Summary: A sermon on spiritual dryness, lack of enthusiasm, lack of growth, and desires (Material adapted from Ruth Barton's book, Sacred Rhythms, chapter 1 entitled Longing for More)
U2 sang these lyrics: You broke the bonds and you Loosed the chains Carried the cross Of my shame Oh my shame You know I believe it
Sounds great, about Jesus but then they sing: But I still haven't found what I'm looking for
Don’t jump to conclusions or judgments here. Have we ever felt that way?
There has to be something more. I am missing out on something in my Christian life.
Next week planning on speaking about spiritual dryness. Good introduction to that.
The same old practices in our Christian life just don’t seem to have the same punch they did have. The prayers, the Scriptures, the church services, communion, loses something.
When this happens we need to go to God and be honest about where we are and what we are feeling. We need to think about what we want from our relationship with God/ Christ.
We want salvation. Very important, but can be much more to our relationship than that.
There are times in my life when I can say, “These are the moments I will remember on my deathbed and say, ‘That was what I was meant for.’”
There are other times in my life when I am aware of my brokenness, and a longing for real, fundamental change groans within me. In one season of my life I experienced a betrayal so deep that for quite some time I was almost paralyzed. I had the normal feelings of rage, sadness and grief, but there was an even deeper longing- the longing to be healed.
When was the last time we had a longing? A longing for love, a longing for more of God, a longing to live our lives as they were meant to be lived in God? When was the last time we felt a longing for healing and fundamental change groaning within us?
No, no, we need to silence our desires and not dwell upon this. After all desire can be a bad thing. Are not my desires full of human deception and sinful urges? What if these desires overtake me and propel me down a path I ought not to go? Worse yet, what if I find those desires within me and let myself really feel how deep they are ingrained into me, only to discover that those desires cannot be met?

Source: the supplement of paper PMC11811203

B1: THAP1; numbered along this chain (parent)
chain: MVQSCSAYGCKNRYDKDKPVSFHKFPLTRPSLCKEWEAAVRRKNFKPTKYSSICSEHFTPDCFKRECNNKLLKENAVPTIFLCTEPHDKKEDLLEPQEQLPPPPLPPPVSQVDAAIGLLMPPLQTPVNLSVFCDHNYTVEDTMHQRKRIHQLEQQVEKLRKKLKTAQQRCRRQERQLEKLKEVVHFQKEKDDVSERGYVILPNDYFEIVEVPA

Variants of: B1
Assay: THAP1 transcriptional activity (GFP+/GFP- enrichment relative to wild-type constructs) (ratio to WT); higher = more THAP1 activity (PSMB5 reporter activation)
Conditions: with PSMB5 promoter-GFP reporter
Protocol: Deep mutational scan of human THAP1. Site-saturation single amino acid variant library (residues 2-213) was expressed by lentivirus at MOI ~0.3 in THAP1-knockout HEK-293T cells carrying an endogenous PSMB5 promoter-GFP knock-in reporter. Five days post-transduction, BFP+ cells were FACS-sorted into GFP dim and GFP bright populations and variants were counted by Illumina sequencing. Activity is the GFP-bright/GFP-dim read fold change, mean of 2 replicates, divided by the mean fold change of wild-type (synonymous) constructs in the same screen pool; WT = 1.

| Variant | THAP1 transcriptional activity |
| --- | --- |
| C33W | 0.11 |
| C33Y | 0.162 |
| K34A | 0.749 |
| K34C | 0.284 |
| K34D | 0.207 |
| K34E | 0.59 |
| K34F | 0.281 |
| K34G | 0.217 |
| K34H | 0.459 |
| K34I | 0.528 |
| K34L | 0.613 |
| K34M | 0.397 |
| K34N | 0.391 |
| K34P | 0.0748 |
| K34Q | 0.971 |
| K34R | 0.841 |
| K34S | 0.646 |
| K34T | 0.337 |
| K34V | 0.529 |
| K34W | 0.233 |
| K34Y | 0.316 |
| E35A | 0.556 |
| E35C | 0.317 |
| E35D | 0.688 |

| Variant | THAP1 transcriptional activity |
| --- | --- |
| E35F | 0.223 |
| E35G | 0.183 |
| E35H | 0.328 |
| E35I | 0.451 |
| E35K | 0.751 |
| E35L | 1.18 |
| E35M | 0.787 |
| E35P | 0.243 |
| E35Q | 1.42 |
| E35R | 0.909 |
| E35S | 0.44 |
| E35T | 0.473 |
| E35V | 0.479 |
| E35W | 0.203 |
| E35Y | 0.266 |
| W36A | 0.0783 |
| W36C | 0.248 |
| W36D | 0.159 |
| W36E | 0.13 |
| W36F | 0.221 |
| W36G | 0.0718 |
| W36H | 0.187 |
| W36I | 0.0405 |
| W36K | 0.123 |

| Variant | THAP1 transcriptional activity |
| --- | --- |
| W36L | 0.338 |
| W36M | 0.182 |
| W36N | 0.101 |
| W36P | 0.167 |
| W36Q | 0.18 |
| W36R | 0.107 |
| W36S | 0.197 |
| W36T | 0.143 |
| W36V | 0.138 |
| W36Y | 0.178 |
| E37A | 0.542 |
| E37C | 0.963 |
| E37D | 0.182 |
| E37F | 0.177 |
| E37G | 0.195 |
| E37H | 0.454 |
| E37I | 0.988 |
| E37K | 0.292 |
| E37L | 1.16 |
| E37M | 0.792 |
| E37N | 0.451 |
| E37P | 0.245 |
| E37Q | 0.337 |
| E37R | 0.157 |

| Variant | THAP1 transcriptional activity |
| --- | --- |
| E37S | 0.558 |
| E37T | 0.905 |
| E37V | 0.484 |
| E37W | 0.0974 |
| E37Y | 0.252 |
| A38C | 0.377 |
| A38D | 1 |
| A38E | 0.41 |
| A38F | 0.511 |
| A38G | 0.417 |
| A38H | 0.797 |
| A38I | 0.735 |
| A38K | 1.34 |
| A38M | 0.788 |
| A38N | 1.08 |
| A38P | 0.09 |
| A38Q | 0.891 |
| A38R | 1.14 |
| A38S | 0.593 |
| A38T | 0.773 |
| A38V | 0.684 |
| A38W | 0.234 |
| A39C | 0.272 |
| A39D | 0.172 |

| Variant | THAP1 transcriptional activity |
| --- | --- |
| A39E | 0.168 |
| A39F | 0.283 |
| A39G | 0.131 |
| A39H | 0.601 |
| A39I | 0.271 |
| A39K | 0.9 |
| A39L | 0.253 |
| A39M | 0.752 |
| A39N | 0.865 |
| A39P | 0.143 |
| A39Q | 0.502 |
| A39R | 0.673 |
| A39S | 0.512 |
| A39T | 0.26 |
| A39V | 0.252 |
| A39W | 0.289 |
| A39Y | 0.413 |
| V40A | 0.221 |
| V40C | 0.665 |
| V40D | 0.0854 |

There are several places in the gospels where Jesus asks people questions that helped them to get in touch with their desire and name it in his presence. Questions like, “What do you want? What do you want me to do for you? Do you want to get well?”
Thesis: Let’s look at 3 of those places in the life of Jesus.
Mark 10:46-52- Blind Bartimaeus
We don’t know how long Bartimaeus had been spending his days begging by the side of the road, but on this day Bartimaeus heard that Jesus was passing by, and he saw an opportunity. Perhaps Jesus could do something for him that no one else had been able to do. Perhaps Jesus could do what he had been hoping for and dreaming of for so long.
But it was noisy and crowded in the city that day, and it would be hard to get anyone’s attention, let alone Jesus. In order to get Jesus’ attention, Bartimaeus had to reach deep within, and cry out from his desire.
Jesus heard him that day, above all the others. The people around Jesus were embarrassed by such an explosion of need and tried to silence him, but Bartimaeus’s cry so captured Jesus’ attention that it stopped him in his tracks. Jesus summoned him and Jesus asked Bartimaeus, “What do you want me to do for you?”
Now, if we had been Bartimaeus, we might have gotten a little impatient and said, “What do you mean by this question? Isn’t it obvious? And besides, this is getting a little personal, don’t you think? We don’t know each other that well!”
However, Jesus asked this question for a good reason. This question can penetrate to the core of our being. It brings us face to face with our humanness, our vulnerability, our need. This is a tender place indeed.
The desire of Bartimaeus was granted. It was a holy desire, but what about unholy desires?
In my deepest being I really want something that is unholy.
Mark 10:35-45- Request of James and John
When James and John were bold enough to reveal their desire, it exposed selfish ambition that was harmful to them and to the community of disciples. There are also desires within us that work against the life of the Spirit within us- desires rooted in selfish ambition, pride, lust, fear, self protection, and many others.
I know this is wrong for me so I will not tell the Lord about it. We need to let the Lord know because to refuse to acknowledge what’s real within us, this desire seems to wield a power over us. This power only gets stronger the longer we repress it. How much safer it is for ourselves and everyone around us if we open up our desires in Jesus’ presence and allow him to help us sift through them.